Nicholas Carr – What’s the Internet Doing to Our Brains?

Via the Commonwealth Club:

Nicholas Carr, Author of The Shallows: What the Internet Is Doing to Our Brains in conversation with Peter Norvig, Director of Research, Google

“Once I was a scuba diver in the sea of words. Now I zip along the surface like a guy on a Jet Ski.” Carr uses this allegory in his Atlantic Monthly cover story “Is Google Making Us Stupid?” and makes the case that the Internet has diminished our ability to think deeply. Carr, an outspoken anti-Wikipedia activist, will share his theory on the Internet as the culprit against civilization’s progress. Are our brains re-routed? What is the cost of information efficiency? Join us as this best-selling author presents his perspective on the side effects of the World Wide Web.

The original article prompted quite a few direct or indirect responses, and the book did the same:

An Ugly Toll of Technology: Impatience and Forgetfulness (NY Times)
Your Brain on Computers: Hooked on gadgets and paying the price (NY Times)
Your Brain on Computers: More Americans Sense a Downside to an Always Plugged-In Existence (NY Times)
Steven Pinker: Mind over Mass Media (NY Times)
Carr in turn responded to Pinker, as did Douglas Rushkoff and Evgeny Morozov on Edge

Update 20100819: The art of slow reading (Guardian)
Has endlessly skimming short texts on the internet made us stupider? An increasing number of experts think so – and say it’s time to slow down . . .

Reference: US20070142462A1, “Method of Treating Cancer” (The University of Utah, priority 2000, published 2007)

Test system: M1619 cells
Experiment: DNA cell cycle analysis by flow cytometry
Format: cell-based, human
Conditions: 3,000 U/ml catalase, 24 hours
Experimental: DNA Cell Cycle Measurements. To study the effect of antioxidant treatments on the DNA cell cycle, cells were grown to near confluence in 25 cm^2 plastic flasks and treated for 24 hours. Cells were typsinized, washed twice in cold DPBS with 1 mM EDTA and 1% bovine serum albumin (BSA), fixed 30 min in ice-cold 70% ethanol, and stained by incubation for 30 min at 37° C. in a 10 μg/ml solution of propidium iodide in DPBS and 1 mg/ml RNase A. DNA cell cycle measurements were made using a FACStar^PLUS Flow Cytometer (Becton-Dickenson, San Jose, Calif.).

Edge: The New Science of Morality

Edge logoAn Edge Conference featuring Roy Baumeister, Paul Bloom, Joshua D. Greene, Jonathan Haidt, Sam Harris, Marc D. Hauser, Josua Knobe, Elizabeth Phelps and David Pizarro was held July 20-22, 2010. Edge has made a number of videos and texts available from this conference.

Read the introduction to the conference by John Brockman below:

Something radically new is in the air: new ways of understanding physical systems, new ways of thinking about thinking that call into question many of our basic assumptions. A realistic biology of the mind, advances in evolutionary biology, physics, information technology, genetics, neurobiology, psychology, engineering, the chemistry of materials: all are questions of critical importance with respect to what it means to be human. For the first time, we have the tools and the will to undertake the scientific study of human nature.

This began in the early seventies, when, as a graduate student at Harvard, evolutionary biologist Robert Trivers wrote five papers that set forth an agenda for a new field: the scientific study of human nature. In the past thirty-five years this work has spawned thousands of scientific experiments, new and important evidence, and exciting new ideas about who and what we are presented in books by scientists such as Richard Dawkins, Daniel C. Dennett, Steven Pinker, and Edward O. Wilson among many others.

In 1975, Wilson, a colleague of Trivers at Harvard, predicted that ethics would someday be taken out of the hands of philosophers and incorporated into the “new synthesis” of evolutionary and biological thinking. He was right.

Scientists engaged in the scientific study of human nature are gaining sway over the scientists and others in disciplines that rely on studying social actions and human cultures independent from their biological foundation.